College Basketball Handicapping: Teams With Nothing to Play For
by Trevor Whenham - 02/11/2009
We are heading into the final month of the regular season in college basketball. For a lot of teams, that means that they are ratcheting up their game to fight for a NCAA Tournament bid. More teams, though, are already coming to the realization that they are playing for next year. Barring a conference tournament miracle, at least half of the teams in the country don't have any hopes of doing anything besides finishing the season. For handicappers, the trick is to determine how to best deal with these teams. Not all hopeless teams are the same - they are in the position they are in for different reasons. That means that they need to be dealt with differently. To determine how to deal with these teams you can ask yourself these five questions:
What were the expectations for the team coming into the season? - A team that was projected to win five games this year will be thrilled if they have six wins already. They will likely be motivated and focused down the stretch because the plan that they set out for the season is working out. On the other hand, if a team was expected to win 15 games and be in the midst of the conference battle then that six win total would be a virtual death sentence, and they are not at all likely to be at their best in their remaining games.
How old is a team? - A team that is made up largely of freshman and sophomore starters and key bench players usually isn't going to be particularly competitive in most circumstances. Those teams would have known that coming into the season, and will be focused on learning and developing so that they can be competitive in coming years. A team that is made up of older players and is struggling, though, isn't likely to play particularly well. They know that their careers are coming to and end, and that things just aren't working out. The effort is likely to be worse from a team like this, and they could be more reliably bad down the stretch. A young team is more likely to keep trying, and that makes them harder to handicap.
What is the coach's future? - For some coaches a bad record is what they were expected to get. Maybe they haven't been with the team for a long time, or they don't yet have the talent they need to succeed. For example, Indiana has been absolutely terrible in the Big Ten, but Tom Crean's job couldn't possibly be more secure because everyone knew the team was going to be lousy, and Crean hasn't yet recruited players who fit his system. For many coaches, though, the bad record comes at a bad time. If the failure comes in a season where expectations are high then the coach could fear for his security. The same goes for a coach who has had a few bad seasons in a row. Players know if a coach isn't likely to stick around, and they aren't going to play nearly as hard for him - especially if he isn't a particularly popular coach. A little bit of detective work on this front can be very helpful for finding teams likely to underperform down the stretch.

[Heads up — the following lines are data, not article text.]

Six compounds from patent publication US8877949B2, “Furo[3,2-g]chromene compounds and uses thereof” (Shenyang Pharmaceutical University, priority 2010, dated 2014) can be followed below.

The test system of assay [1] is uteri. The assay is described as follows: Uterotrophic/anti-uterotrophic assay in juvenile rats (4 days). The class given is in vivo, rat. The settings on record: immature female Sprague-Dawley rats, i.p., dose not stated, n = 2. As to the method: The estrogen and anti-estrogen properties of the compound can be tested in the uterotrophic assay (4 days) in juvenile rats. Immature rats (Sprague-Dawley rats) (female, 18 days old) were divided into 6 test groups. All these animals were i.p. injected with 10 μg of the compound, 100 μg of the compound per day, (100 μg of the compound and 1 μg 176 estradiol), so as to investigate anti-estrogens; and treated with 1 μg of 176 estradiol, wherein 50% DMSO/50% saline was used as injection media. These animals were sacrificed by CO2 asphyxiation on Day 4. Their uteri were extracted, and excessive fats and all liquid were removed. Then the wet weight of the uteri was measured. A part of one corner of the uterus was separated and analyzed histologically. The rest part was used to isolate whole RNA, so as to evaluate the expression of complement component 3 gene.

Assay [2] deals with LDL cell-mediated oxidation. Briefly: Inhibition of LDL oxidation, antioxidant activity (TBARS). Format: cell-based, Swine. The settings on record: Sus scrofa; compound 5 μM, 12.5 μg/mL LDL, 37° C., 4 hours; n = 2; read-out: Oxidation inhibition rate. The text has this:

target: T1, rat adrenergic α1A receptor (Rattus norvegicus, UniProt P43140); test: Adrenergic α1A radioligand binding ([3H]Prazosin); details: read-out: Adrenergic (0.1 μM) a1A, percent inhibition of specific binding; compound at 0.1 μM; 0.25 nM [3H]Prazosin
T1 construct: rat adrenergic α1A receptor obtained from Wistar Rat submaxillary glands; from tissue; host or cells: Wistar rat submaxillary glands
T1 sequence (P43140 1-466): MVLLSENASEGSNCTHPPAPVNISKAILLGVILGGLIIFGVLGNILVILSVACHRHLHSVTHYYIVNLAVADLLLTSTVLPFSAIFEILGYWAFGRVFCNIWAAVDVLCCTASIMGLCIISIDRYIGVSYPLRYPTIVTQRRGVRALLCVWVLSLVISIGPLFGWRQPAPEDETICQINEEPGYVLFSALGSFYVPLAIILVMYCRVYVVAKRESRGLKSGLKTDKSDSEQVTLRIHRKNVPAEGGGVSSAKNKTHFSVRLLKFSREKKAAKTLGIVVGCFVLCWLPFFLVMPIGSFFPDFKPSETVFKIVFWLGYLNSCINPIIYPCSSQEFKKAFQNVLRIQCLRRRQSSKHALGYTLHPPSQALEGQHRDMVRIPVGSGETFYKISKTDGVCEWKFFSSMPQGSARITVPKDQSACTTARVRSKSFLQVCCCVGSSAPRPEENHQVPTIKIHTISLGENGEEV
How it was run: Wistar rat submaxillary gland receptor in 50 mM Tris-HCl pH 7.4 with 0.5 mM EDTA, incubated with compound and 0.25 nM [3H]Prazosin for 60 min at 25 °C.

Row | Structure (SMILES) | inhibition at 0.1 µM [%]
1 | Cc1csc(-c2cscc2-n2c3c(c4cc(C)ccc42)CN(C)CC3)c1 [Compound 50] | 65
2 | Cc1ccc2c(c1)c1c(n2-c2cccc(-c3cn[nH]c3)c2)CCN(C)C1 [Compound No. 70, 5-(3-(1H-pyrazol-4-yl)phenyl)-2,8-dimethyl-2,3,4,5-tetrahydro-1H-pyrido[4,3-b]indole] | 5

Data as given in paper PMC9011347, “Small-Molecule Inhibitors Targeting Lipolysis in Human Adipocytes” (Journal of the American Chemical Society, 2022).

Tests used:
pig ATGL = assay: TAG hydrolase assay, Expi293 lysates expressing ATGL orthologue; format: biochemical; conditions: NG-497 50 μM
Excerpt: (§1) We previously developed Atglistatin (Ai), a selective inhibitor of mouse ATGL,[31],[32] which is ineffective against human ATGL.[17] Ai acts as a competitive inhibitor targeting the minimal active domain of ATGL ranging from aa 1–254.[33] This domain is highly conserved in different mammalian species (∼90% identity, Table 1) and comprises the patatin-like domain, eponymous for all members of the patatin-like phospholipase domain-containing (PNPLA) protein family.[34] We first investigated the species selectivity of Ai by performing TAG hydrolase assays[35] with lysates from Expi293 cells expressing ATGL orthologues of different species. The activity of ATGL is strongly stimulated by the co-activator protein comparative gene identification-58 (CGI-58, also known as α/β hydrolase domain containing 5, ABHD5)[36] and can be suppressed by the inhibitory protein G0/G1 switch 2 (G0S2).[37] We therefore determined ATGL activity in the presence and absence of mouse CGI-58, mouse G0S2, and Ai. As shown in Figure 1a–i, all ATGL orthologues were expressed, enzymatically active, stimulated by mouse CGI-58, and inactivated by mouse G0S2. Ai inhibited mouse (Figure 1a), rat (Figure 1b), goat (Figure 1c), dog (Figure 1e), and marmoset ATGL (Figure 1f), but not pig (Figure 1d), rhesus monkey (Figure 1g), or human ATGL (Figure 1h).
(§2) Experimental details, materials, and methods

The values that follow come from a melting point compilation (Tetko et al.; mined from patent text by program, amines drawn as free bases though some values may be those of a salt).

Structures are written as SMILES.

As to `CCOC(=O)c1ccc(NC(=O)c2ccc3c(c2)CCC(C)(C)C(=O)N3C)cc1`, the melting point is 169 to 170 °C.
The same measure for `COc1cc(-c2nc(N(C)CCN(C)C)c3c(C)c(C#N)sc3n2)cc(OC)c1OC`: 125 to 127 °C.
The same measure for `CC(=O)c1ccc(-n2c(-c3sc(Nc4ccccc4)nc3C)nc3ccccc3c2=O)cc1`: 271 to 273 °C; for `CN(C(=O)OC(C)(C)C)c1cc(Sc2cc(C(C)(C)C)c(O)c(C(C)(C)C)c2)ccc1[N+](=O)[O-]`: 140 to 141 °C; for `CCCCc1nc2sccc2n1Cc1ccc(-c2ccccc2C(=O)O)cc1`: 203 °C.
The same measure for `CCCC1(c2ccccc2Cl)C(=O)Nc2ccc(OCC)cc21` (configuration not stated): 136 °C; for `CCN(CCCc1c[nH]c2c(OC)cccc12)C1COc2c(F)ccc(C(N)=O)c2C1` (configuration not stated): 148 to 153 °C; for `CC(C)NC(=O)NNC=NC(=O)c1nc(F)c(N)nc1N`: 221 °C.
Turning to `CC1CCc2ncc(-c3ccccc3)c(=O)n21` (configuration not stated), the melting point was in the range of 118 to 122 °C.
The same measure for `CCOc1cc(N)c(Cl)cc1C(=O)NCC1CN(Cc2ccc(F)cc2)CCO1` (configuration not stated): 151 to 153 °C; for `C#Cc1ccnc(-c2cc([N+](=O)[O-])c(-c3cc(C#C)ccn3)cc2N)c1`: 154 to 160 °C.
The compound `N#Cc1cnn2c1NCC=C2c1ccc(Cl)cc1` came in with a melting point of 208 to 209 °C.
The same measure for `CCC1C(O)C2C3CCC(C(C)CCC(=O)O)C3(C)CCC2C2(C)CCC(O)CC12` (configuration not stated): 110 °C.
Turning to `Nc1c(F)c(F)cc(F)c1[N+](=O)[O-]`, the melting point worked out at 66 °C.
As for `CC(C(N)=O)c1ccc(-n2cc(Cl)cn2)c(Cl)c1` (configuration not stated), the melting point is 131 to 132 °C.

How is the schedule? - Conference schedules should, in theory, be well balanced. The rarely are, though. A team's schedule can lead to a deceptive record. If the easier teams were concentrated in the first half of the schedule then a team can have a better record than they probably deserve, and they will fall back to earth as the schedule gets tougher. Marquette fits into this category - the elite teams in the Big East are mostly still to come. On the other hand, a team could face a punishing early schedule, but that could condition them for some success when they play some weaker teams down the stretch. You also need to judge the non-conference schedule. Losing five games to ranked teams is probably more impressive for a major conference team than winning five games against teams no one has ever heard of. In short, you can't judge a team by its record until you understand what makes up that record.
Who is playing? - Understanding the roster is crucial for handicapping struggling teams. Do they have injuries that are affecting them significantly? Has a key player returned from a long absence recently? Have they started sitting out older players to give the next generation time to prepare for the future? Have starters been benched recently? Are they playing several different players at key positions like the point to try to find someone who will work? Any sign of instability or a change in focus can help you determine the mindset of the team and the chance that they will put forth decent efforts down the stretch.